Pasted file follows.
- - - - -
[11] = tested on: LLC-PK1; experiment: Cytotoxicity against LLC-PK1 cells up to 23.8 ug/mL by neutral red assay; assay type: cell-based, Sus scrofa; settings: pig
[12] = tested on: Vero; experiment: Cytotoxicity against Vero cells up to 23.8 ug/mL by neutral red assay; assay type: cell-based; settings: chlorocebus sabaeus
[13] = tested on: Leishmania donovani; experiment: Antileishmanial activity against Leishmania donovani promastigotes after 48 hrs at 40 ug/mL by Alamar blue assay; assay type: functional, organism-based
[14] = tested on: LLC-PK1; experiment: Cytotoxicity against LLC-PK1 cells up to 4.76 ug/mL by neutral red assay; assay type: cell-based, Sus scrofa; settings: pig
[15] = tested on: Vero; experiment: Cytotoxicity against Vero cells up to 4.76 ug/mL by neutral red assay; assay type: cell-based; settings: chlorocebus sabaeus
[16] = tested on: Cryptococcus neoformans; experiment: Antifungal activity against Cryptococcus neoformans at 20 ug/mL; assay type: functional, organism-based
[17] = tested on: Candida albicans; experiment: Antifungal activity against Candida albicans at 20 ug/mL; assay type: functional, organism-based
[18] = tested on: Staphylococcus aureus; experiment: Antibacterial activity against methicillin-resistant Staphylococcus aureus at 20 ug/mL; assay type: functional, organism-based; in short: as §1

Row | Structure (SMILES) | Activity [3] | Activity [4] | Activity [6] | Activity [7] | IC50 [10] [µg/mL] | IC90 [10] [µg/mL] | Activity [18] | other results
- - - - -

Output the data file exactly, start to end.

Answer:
[11] = tested on: LLC-PK1; experiment: Cytotoxicity against LLC-PK1 cells up to 23.8 ug/mL by neutral red assay; assay type: cell-based, Sus scrofa; settings: pig
[12] = tested on: Vero; experiment: Cytotoxicity against Vero cells up to 23.8 ug/mL by neutral red assay; assay type: cell-based; settings: chlorocebus sabaeus
[13] = tested on: Leishmania donovani; experiment: Antileishmanial activity against Leishmania donovani promastigotes after 48 hrs at 40 ug/mL by Alamar blue assay; assay type: functional, organism-based
[14] = tested on: LLC-PK1; experiment: Cytotoxicity against LLC-PK1 cells up to 4.76 ug/mL by neutral red assay; assay type: cell-based, Sus scrofa; settings: pig
[15] = tested on: Vero; experiment: Cytotoxicity against Vero cells up to 4.76 ug/mL by neutral red assay; assay type: cell-based; settings: chlorocebus sabaeus
[16] = tested on: Cryptococcus neoformans; experiment: Antifungal activity against Cryptococcus neoformans at 20 ug/mL; assay type: functional, organism-based
[17] = tested on: Candida albicans; experiment: Antifungal activity against Candida albicans at 20 ug/mL; assay type: functional, organism-based
[18] = tested on: Staphylococcus aureus; experiment: Antibacterial activity against methicillin-resistant Staphylococcus aureus at 20 ug/mL; assay type: functional, organism-based; in short: as §1

Row | Structure (SMILES) | Activity [3] | Activity [4] | Activity [6] | Activity [7] | IC50 [10] [µg/mL] | IC90 [10] [µg/mL] | Activity [18] | other results